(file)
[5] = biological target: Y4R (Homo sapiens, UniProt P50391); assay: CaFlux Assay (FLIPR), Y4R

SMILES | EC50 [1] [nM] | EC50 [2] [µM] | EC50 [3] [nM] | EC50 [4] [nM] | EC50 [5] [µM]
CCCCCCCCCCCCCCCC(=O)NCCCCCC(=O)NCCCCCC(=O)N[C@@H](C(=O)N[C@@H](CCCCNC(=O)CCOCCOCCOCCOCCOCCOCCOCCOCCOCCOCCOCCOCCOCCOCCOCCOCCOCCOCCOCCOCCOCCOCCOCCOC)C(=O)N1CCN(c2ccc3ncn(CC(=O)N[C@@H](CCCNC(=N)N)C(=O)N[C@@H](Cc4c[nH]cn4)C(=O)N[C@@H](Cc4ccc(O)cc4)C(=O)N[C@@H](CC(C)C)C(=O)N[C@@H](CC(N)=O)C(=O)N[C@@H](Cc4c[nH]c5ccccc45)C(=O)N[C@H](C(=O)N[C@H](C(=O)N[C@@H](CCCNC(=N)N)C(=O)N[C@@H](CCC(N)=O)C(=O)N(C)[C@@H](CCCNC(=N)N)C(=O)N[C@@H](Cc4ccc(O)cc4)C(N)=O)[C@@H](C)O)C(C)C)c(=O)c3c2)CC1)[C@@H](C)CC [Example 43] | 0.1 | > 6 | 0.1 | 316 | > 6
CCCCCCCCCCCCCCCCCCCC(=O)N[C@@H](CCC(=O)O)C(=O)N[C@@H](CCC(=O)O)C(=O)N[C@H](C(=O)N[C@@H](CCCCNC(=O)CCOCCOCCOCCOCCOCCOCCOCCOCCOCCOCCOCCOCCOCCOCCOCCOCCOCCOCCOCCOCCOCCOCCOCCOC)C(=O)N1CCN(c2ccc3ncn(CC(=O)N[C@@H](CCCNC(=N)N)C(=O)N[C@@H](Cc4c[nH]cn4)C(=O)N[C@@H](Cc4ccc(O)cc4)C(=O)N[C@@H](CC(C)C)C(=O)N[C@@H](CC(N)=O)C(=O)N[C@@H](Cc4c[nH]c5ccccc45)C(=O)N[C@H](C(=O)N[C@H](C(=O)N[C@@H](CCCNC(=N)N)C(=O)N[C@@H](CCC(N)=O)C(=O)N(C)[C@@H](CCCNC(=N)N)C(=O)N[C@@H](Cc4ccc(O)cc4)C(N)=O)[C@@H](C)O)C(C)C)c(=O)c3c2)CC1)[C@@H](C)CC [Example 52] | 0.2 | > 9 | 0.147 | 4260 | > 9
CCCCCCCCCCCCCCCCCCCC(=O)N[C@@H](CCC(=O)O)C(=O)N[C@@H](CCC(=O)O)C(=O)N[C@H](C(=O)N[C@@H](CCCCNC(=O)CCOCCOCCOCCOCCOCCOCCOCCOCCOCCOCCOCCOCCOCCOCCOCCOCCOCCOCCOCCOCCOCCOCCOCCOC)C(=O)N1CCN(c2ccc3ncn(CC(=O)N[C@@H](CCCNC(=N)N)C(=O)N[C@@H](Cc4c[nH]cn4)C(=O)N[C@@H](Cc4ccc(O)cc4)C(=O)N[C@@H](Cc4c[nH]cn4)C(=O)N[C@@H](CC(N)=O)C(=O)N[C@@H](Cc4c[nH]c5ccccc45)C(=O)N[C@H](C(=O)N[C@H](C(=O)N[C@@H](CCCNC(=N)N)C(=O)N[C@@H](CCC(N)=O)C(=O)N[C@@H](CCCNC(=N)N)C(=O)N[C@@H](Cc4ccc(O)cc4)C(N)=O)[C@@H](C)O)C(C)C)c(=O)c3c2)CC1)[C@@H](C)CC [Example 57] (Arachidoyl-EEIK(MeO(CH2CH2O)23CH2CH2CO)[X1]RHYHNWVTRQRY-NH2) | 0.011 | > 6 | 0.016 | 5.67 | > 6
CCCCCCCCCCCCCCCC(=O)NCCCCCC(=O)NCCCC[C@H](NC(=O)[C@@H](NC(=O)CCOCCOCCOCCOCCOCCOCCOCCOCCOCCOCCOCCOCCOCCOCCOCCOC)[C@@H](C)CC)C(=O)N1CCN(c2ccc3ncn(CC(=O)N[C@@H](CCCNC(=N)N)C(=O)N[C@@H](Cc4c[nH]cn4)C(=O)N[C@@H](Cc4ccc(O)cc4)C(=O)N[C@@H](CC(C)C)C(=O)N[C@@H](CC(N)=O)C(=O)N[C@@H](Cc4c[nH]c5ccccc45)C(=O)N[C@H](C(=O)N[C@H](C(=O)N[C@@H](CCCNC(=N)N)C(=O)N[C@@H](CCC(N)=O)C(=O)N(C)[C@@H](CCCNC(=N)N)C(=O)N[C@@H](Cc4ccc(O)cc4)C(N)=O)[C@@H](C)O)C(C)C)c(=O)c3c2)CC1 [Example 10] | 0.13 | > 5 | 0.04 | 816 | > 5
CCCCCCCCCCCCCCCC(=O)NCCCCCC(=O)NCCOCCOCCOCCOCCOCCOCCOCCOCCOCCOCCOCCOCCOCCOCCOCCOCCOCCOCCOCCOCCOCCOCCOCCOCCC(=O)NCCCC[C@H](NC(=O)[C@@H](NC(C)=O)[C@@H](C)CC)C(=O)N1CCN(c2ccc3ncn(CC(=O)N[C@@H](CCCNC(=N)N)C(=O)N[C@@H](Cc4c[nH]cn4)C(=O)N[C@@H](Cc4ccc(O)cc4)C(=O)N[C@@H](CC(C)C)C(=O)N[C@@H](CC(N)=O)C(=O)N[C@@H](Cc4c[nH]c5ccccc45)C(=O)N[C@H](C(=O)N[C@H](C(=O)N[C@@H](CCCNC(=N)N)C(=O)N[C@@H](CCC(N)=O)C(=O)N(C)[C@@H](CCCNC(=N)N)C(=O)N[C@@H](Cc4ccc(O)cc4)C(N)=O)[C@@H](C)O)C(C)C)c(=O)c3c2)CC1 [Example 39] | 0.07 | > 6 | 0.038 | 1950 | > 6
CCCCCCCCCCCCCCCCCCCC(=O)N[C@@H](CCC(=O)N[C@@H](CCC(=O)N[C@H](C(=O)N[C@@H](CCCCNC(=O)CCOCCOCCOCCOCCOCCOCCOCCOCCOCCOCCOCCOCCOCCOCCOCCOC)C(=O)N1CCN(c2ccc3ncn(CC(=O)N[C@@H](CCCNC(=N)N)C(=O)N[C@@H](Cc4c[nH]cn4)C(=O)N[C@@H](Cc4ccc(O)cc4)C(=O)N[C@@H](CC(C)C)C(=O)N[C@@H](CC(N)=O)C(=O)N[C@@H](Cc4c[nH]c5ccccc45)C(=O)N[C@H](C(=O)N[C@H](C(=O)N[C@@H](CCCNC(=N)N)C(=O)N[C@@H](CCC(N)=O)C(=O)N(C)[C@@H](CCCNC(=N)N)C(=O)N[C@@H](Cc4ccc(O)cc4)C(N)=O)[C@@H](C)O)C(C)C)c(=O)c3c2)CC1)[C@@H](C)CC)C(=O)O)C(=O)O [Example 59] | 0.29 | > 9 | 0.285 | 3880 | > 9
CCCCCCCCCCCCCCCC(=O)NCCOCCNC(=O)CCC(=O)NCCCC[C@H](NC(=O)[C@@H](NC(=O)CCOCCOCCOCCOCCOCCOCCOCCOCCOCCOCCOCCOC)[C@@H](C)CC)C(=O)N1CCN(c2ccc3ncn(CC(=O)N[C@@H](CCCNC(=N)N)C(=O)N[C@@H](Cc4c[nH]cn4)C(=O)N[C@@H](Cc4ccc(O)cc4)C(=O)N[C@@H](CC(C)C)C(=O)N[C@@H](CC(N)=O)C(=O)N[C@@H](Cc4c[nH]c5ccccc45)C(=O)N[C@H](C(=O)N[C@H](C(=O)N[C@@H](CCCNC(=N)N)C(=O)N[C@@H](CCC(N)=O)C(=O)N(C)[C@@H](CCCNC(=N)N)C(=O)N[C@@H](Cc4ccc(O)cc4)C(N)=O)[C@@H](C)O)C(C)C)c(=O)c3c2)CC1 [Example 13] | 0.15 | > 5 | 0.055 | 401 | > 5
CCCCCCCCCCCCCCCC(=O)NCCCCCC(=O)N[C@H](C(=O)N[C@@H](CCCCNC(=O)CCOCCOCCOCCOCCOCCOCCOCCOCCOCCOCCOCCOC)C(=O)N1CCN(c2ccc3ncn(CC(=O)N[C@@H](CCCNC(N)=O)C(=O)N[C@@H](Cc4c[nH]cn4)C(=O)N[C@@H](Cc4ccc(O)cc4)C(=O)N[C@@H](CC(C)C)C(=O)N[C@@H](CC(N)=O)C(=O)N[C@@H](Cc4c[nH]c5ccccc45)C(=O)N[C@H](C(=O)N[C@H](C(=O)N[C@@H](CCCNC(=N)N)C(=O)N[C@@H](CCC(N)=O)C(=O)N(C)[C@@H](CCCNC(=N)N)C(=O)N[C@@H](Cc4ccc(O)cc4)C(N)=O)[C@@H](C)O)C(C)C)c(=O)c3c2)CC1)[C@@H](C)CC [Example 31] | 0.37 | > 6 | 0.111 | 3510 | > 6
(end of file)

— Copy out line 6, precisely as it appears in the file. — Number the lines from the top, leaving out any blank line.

CCCCCCCCCCCCCCCC(=O)NCCCCCC(=O)NCCCC[C@H](NC(=O)[C@@H](NC(=O)CCOCCOCCOCCOCCOCCOCCOCCOCCOCCOCCOCCOCCOCCOCCOCCOC)[C@@H](C)CC)C(=O)N1CCN(c2ccc3ncn(CC(=O)N[C@@H](CCCNC(=N)N)C(=O)N[C@@H](Cc4c[nH]cn4)C(=O)N[C@@H](Cc4ccc(O)cc4)C(=O)N[C@@H](CC(C)C)C(=O)N[C@@H](CC(N)=O)C(=O)N[C@@H](Cc4c[nH]c5ccccc45)C(=O)N[C@H](C(=O)N[C@H](C(=O)N[C@@H](CCCNC(=N)N)C(=O)N[C@@H](CCC(N)=O)C(=O)N(C)[C@@H](CCCNC(=N)N)C(=O)N[C@@H](Cc4ccc(O)cc4)C(N)=O)[C@@H](C)O)C(C)C)c(=O)c3c2)CC1 [Example 10] | 0.13 | > 5 | 0.04 | 816 | > 5